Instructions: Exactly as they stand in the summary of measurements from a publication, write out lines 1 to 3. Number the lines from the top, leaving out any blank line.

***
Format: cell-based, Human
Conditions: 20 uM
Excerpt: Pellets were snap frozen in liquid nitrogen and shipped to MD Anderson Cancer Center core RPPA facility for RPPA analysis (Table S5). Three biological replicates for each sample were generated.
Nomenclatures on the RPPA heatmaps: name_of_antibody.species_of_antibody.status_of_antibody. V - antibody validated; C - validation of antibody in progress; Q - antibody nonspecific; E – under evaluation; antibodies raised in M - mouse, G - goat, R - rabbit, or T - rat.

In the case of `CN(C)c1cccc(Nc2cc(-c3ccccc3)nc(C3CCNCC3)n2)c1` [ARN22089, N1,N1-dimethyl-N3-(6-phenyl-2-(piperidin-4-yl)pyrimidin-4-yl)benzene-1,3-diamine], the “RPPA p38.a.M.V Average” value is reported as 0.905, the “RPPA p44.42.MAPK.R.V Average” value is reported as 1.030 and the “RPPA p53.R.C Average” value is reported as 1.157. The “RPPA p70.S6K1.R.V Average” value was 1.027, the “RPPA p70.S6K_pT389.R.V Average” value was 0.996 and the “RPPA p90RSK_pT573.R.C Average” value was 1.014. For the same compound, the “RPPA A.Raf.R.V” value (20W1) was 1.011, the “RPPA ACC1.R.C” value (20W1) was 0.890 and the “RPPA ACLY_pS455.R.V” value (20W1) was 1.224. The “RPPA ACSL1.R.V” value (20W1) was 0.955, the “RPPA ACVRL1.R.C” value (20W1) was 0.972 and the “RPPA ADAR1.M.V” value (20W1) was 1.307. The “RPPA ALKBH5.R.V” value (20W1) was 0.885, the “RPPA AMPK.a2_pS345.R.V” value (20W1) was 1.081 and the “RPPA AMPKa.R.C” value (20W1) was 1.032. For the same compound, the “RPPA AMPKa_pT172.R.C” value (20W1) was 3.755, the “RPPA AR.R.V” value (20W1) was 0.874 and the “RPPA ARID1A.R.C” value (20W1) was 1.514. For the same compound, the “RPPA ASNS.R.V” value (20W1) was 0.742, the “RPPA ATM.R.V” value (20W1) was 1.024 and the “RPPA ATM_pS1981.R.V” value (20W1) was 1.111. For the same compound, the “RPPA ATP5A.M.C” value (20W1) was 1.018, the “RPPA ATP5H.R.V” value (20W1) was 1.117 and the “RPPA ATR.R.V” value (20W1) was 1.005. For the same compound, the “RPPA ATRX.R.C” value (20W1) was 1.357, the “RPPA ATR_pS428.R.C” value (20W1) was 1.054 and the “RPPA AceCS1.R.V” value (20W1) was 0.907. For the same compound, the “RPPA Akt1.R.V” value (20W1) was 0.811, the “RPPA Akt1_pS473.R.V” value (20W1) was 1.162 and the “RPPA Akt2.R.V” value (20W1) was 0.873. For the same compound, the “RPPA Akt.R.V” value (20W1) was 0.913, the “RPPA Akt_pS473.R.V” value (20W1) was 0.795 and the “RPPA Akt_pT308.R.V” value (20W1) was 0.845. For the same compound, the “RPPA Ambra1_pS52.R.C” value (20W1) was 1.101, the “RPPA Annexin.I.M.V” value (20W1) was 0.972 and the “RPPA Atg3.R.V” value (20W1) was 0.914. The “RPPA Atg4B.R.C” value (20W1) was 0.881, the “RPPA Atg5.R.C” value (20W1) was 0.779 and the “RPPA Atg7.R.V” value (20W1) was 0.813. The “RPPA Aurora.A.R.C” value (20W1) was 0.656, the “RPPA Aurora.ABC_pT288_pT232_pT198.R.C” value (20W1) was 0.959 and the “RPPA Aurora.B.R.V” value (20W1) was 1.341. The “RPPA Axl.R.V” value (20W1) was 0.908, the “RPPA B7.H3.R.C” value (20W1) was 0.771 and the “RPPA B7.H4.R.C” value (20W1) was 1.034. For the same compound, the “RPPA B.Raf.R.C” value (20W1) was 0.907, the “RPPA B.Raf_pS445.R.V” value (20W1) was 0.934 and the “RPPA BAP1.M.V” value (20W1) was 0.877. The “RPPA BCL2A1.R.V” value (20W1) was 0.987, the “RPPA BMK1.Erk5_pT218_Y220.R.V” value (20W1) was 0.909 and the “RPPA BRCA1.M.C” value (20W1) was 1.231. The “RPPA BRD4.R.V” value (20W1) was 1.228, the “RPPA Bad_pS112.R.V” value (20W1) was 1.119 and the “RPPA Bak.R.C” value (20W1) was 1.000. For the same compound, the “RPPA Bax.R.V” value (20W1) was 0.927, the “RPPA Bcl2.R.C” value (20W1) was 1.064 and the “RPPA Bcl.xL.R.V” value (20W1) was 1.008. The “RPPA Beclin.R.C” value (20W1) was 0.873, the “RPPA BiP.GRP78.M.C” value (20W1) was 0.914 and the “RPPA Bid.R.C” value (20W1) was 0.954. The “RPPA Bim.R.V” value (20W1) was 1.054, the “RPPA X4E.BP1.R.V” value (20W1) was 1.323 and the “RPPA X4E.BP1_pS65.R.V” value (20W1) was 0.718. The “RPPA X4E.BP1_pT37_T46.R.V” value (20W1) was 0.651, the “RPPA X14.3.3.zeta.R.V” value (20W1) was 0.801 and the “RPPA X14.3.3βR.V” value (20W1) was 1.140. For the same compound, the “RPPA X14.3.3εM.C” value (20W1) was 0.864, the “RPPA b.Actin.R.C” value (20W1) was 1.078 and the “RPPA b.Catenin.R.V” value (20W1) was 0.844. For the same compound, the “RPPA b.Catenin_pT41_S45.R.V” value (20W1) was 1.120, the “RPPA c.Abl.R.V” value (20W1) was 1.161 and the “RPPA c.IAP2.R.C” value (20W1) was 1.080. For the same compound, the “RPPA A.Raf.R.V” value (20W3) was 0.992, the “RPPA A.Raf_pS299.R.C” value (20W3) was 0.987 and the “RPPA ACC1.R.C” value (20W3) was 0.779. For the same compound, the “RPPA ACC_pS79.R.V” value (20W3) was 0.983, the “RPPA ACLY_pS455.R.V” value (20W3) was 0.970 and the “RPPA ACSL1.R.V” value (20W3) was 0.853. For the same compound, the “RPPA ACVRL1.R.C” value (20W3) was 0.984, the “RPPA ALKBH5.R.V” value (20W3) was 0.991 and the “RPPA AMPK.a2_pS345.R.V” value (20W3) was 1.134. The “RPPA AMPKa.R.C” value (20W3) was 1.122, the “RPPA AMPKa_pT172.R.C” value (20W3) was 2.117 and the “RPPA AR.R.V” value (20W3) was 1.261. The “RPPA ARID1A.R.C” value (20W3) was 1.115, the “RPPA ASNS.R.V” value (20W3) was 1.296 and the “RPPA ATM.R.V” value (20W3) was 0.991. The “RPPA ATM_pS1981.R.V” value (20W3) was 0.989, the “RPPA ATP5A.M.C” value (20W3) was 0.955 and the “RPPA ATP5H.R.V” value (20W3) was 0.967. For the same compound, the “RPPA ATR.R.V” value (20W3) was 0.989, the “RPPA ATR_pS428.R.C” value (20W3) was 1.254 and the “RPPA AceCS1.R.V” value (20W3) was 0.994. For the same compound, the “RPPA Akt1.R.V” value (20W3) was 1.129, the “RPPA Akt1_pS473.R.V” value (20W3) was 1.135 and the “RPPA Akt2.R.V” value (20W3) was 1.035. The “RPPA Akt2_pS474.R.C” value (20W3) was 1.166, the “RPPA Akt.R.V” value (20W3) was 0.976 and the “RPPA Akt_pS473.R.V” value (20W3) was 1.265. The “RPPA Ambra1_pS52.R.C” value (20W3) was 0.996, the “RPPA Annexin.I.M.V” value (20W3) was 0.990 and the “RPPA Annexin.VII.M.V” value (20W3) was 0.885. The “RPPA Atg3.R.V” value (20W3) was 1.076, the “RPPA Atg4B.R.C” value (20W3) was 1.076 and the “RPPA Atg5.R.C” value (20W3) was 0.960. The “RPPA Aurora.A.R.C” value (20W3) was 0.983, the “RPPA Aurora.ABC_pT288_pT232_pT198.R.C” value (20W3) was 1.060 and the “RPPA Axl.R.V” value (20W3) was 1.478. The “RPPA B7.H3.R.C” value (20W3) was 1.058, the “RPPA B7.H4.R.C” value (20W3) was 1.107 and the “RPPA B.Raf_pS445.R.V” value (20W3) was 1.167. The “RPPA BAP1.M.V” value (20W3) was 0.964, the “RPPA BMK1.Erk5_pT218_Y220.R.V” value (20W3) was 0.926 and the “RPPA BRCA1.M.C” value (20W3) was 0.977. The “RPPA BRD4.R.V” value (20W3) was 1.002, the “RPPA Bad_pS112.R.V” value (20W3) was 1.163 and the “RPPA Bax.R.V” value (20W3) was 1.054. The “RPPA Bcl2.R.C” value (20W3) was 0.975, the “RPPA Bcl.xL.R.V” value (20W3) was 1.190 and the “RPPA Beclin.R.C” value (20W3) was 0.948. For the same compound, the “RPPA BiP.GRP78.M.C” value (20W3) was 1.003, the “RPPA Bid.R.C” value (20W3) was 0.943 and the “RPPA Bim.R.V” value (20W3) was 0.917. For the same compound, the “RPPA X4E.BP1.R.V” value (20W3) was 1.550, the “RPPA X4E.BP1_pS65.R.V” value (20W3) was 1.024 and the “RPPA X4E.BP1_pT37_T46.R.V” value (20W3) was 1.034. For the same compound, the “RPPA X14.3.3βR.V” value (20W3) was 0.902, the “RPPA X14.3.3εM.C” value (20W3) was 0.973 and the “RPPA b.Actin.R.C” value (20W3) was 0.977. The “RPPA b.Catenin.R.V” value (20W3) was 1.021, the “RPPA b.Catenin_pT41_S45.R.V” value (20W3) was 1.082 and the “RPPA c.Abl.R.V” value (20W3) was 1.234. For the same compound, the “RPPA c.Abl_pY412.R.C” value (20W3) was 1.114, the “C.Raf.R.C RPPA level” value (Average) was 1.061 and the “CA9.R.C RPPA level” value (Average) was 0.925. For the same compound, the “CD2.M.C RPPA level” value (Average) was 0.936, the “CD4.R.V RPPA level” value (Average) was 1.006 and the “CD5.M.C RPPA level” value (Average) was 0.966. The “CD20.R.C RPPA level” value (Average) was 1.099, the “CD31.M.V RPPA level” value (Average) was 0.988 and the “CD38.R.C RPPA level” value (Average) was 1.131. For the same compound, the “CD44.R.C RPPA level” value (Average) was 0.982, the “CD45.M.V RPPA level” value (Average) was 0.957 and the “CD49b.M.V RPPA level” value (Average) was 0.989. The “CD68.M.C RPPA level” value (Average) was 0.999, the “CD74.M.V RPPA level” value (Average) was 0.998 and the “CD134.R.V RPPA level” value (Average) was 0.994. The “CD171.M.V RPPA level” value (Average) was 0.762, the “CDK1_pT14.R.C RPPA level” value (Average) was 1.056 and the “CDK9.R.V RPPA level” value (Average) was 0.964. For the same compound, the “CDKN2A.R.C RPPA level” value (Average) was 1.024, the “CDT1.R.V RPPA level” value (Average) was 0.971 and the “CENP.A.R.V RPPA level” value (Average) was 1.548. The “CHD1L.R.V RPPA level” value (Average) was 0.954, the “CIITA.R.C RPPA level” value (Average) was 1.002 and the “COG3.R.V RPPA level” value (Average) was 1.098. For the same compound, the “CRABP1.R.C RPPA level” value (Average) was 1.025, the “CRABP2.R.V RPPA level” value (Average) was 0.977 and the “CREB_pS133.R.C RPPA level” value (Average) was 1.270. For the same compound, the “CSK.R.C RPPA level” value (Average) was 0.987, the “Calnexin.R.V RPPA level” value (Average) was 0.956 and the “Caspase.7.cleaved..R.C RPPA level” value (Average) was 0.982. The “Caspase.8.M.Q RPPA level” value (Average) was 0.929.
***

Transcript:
Format: cell-based, Human
Conditions: 20 uM
Excerpt: Pellets were snap frozen in liquid nitrogen and shipped to MD Anderson Cancer Center core RPPA facility for RPPA analysis (Table S5). Three biological replicates for each sample were generated.